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Sam Nitsch turns to polished pop grandeur on ‘NEOWISE’


As someone who grew up with The Beatles on one hand and classical music on the other, Sam Nitsch is equally adept at catchy melodies and structured compositions. In his best moments, he brings both of those worlds together. On Nitsch’s latest release, “NEOWISE,” he plays most of the parts himself, offering proof of his growth as a performer on a grander scale.

The Rochester native is a multi-instrumentalist, but his songs typically center around the ukulele. Along with a contemporary vocal style, his overall sensibility plants him firmly in pop territory. As a solo performer, Nitsch connects with audiences by utilizing live loops to layer his backing tracks while keeping such instruments as the violin at the front. It’s a talent that not only requires a great deal of precision but also suggests he has a knack for dazzling arrangements.

Recorded at the Power Station New England, “NEOWISE” represents a leap forward in Nitsch’s sonic exploration. The singer-songwriter occasionally mixed it up with unique orchestration on previous tunes he wrote while attending the Berklee College of Music. The professional studio environment also extended him an opportunity to play an even larger collection of real instruments, which give this album a warm, natural feel.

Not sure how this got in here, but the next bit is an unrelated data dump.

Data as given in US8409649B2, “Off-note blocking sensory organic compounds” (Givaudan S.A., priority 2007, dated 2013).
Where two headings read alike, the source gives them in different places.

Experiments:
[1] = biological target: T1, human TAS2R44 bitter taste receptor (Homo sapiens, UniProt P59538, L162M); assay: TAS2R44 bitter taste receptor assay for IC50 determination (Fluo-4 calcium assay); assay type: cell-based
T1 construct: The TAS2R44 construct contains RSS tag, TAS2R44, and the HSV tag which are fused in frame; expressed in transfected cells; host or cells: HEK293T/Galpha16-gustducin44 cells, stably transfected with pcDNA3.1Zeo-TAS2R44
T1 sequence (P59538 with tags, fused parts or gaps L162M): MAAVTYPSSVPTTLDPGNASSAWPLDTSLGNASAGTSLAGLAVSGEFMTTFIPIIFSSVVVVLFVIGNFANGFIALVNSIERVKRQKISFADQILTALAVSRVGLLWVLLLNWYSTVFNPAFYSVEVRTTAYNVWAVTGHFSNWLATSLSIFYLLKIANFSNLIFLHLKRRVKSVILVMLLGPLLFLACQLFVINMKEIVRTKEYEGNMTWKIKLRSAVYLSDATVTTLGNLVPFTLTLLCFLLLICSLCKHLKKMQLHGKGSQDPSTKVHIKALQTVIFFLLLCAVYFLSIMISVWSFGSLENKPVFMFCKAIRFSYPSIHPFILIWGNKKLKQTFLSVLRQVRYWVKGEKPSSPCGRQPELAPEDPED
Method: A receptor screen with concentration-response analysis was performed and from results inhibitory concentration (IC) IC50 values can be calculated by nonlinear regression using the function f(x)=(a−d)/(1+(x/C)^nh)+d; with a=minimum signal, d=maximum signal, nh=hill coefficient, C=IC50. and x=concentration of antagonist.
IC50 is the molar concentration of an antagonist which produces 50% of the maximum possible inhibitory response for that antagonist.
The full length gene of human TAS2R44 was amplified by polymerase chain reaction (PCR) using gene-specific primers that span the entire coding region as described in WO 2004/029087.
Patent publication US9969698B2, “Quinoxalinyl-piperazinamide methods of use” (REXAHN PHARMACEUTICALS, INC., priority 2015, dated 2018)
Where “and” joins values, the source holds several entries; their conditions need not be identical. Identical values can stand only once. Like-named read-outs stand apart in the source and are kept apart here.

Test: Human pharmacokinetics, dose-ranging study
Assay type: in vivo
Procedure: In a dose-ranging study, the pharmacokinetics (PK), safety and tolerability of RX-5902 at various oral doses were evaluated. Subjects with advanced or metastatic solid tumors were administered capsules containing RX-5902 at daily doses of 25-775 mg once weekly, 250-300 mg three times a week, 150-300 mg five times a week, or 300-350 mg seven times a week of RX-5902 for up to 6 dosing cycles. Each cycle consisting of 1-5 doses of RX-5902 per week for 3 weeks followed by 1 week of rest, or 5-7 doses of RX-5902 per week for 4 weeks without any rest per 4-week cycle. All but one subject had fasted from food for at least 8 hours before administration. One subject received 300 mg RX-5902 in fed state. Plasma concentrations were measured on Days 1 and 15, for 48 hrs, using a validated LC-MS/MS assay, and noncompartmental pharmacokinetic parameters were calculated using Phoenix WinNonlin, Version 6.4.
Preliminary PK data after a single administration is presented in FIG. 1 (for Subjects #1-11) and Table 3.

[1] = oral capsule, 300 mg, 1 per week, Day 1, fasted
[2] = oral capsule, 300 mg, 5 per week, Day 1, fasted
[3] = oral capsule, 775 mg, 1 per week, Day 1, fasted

For the most part, the songs are delicious. Dreamy vocals, lovely background harmonies, melodies that dance along the edges, and sublime production — what’s not to like?

When Nitsch checks off all of these boxes on such tunes as “Gotta Way,” the results are magical. Similarly, “Pioneer Radio” charms your ears with a happy vibe reminiscent of bands such as Edward Sharpe and the Magnetic Zeros. On the string-heavy waltz “Pictures in Wallets,” the last song written for this album, Nitsch displays the capacity to mine the depths of his imagination and pan for gold.

The single “Growing Pains” highlights his vision. It starts with an accordion swell that falls into an angular groove; the music unfolds and eventually takes flight with a boost in tempo. Additional elements follow such as a light-hearted, airy pre-verse that is supported by Nitsch’s charismatic singing, which hits the high notes. It’s a nod toward an expansive style that sounds colorful, hopeful, and alive.

“Neowise” is more polished than anything Sam Nitsch has ever done. His vocal talent — along with the ability to turn complex ideas into an appealing collection of songs — makes this album a major achievement.

Roman Divezur is a freelance writer for CITY. Feedback on this article can be directed to